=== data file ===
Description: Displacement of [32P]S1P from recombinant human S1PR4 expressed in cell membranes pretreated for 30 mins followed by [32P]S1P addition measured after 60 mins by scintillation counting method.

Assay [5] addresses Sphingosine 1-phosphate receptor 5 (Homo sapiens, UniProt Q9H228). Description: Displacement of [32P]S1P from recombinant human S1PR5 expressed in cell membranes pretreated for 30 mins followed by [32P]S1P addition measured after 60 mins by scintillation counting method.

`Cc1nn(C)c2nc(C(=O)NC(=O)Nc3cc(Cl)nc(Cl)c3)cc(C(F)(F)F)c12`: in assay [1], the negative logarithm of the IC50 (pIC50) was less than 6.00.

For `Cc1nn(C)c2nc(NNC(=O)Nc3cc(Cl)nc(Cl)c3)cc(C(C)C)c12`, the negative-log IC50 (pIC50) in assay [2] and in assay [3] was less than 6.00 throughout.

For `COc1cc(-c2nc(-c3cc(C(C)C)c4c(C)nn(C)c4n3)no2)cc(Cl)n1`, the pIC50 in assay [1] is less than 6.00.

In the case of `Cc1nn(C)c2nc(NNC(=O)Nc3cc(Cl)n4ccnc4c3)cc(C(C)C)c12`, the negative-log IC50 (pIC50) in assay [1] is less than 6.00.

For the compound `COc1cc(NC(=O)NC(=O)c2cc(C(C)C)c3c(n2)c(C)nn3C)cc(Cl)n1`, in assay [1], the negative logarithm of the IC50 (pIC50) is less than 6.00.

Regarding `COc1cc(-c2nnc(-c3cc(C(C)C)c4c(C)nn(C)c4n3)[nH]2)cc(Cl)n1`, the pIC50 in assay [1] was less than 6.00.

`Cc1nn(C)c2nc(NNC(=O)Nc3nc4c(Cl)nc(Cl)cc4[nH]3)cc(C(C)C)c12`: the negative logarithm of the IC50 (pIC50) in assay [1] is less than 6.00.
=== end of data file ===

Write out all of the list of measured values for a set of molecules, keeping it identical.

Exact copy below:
Description: Displacement of [32P]S1P from recombinant human S1PR4 expressed in cell membranes pretreated for 30 mins followed by [32P]S1P addition measured after 60 mins by scintillation counting method.

Assay [5] addresses Sphingosine 1-phosphate receptor 5 (Homo sapiens, UniProt Q9H228). Description: Displacement of [32P]S1P from recombinant human S1PR5 expressed in cell membranes pretreated for 30 mins followed by [32P]S1P addition measured after 60 mins by scintillation counting method.

`Cc1nn(C)c2nc(C(=O)NC(=O)Nc3cc(Cl)nc(Cl)c3)cc(C(F)(F)F)c12`: in assay [1], the negative logarithm of the IC50 (pIC50) was less than 6.00.

For `Cc1nn(C)c2nc(NNC(=O)Nc3cc(Cl)nc(Cl)c3)cc(C(C)C)c12`, the negative-log IC50 (pIC50) in assay [2] and in assay [3] was less than 6.00 throughout.

For `COc1cc(-c2nc(-c3cc(C(C)C)c4c(C)nn(C)c4n3)no2)cc(Cl)n1`, the pIC50 in assay [1] is less than 6.00.

In the case of `Cc1nn(C)c2nc(NNC(=O)Nc3cc(Cl)n4ccnc4c3)cc(C(C)C)c12`, the negative-log IC50 (pIC50) in assay [1] is less than 6.00.

For the compound `COc1cc(NC(=O)NC(=O)c2cc(C(C)C)c3c(n2)c(C)nn3C)cc(Cl)n1`, in assay [1], the negative logarithm of the IC50 (pIC50) is less than 6.00.

Regarding `COc1cc(-c2nnc(-c3cc(C(C)C)c4c(C)nn(C)c4n3)[nH]2)cc(Cl)n1`, the pIC50 in assay [1] was less than 6.00.

`Cc1nn(C)c2nc(NNC(=O)Nc3nc4c(Cl)nc(Cl)cc4[nH]3)cc(C(C)C)c12`: the negative logarithm of the IC50 (pIC50) in assay [1] is less than 6.00.